“Nations in Africa need to do more,” said Tillerson, noting that “many African nations are holding back.”
Governments across Africa have been conducting business with the rogue regime in Pyongyang for many years, recently attracting the attention of the United Nations Panel of Experts on North Korea.
The State Department has been pushing these governments to cut trade, military and diplomatic ties with North Korea, using a mix of carrots and sticks. Last year, for example, Sudan pledged not to pursue future arms deals with Pyongyang after the US government suggested such sales were standing in the way of major sanctions relief.
Threat posed by corruption and China
Tillerson ended his remarks with an appeal to African governments to tackle the threat posed by corruption and bad governance.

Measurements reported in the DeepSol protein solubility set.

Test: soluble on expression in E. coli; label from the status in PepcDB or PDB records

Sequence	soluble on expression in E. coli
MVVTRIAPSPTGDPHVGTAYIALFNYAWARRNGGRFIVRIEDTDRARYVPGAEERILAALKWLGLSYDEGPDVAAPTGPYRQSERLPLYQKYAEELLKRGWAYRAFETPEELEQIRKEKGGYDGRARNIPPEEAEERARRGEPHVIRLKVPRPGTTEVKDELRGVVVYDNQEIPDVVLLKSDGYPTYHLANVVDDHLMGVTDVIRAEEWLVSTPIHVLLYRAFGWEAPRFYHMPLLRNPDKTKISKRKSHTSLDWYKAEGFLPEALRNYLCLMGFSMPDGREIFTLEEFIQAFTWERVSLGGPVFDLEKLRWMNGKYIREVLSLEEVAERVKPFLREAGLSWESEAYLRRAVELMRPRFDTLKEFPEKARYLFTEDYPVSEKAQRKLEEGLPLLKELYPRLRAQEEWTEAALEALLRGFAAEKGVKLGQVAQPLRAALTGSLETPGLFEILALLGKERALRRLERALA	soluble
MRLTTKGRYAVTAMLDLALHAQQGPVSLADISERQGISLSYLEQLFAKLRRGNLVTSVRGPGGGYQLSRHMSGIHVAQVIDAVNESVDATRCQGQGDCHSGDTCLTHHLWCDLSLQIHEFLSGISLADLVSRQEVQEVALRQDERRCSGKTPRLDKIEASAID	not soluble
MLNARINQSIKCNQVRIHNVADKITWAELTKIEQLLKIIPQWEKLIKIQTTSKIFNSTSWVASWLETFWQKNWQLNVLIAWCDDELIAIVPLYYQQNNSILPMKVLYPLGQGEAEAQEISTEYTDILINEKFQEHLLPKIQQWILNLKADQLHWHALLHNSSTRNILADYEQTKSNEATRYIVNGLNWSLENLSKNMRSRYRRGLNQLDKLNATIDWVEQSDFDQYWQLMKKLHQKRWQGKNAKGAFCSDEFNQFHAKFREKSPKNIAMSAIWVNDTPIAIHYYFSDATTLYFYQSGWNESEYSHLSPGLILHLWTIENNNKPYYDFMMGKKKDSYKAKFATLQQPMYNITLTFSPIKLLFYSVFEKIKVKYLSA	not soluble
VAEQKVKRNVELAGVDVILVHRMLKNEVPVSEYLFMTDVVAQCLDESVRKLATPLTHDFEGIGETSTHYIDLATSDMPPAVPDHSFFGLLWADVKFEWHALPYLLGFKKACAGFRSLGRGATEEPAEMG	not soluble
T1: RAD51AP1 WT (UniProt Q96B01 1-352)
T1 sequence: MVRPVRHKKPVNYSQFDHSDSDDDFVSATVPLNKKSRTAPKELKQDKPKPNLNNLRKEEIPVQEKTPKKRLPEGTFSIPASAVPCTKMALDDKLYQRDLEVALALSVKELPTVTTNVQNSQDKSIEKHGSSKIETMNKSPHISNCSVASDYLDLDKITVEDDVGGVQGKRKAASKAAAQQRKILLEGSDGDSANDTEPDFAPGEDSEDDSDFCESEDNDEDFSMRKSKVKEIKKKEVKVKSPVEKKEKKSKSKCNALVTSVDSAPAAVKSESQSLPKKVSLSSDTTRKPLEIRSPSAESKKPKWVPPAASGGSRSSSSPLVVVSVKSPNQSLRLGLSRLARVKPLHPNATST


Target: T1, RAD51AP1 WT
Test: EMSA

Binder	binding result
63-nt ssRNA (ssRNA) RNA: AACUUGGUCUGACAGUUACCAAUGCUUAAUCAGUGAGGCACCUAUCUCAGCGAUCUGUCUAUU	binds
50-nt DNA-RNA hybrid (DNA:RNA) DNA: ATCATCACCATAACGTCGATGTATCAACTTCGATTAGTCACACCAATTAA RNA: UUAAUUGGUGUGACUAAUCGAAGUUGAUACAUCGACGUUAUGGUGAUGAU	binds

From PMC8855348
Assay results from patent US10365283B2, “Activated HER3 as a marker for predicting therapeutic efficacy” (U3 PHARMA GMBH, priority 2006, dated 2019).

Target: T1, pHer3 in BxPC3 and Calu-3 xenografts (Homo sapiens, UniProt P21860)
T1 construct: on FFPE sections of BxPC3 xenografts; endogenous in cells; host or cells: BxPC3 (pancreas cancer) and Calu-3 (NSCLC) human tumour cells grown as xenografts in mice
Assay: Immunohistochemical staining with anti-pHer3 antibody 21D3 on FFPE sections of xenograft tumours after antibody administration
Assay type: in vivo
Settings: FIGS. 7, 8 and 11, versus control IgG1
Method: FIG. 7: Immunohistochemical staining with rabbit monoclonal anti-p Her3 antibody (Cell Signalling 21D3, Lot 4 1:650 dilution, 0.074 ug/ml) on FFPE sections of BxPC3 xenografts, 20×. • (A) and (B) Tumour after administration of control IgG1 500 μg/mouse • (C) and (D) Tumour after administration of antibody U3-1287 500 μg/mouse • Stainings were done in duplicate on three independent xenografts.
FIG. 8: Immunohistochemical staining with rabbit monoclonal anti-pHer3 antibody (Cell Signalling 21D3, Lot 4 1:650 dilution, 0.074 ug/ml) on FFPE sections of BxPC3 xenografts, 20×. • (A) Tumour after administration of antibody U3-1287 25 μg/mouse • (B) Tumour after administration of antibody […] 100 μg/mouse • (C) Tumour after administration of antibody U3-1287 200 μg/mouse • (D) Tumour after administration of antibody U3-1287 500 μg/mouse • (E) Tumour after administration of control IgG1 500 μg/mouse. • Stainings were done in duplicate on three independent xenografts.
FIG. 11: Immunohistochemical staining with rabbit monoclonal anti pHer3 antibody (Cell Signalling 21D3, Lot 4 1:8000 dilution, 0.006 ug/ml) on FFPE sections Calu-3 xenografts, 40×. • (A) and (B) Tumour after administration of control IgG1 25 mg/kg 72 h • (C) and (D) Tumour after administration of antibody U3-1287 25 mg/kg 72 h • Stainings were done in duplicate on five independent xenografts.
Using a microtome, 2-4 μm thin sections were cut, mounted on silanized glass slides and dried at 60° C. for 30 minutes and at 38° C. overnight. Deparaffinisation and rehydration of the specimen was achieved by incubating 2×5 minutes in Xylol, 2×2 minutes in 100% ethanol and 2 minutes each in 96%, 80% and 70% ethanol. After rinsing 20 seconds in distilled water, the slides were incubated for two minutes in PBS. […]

“Bribes and corruption keep people in poverty, they encourage inequality and undercut citizens’ faith in government” said Tillerson. “Legitimate investment stays away, and insecurity and instability grows, creating conditions ripe for terrorism and conflict.”
Tillerson also took aim at China, which has been investing heavily on the continent and is constructing its first overseas military base in Djibouti.
“The United States pursues sustainable growth that bolsters institutions, strengthens the rule of law and builds the capacity of African countries to stand on their own two feet,” said Tillerson. “This stands in stark contrast to China’s approach, which encourages dependency — using opaque contracts, predatory loan practices and corrupt deals that mire nations in debt and undercut their sovereignty, denying them the long-term, self-sustaining growth.”
“Chinese investment does have the potential to address Africa’s infrastructure gap, but its approach has led to mounting debt and few if any jobs in most countries,” he added. “When coupled with political and fiscal pressure, this endangers Africa’s natural resources and its long-term economic and political stability.”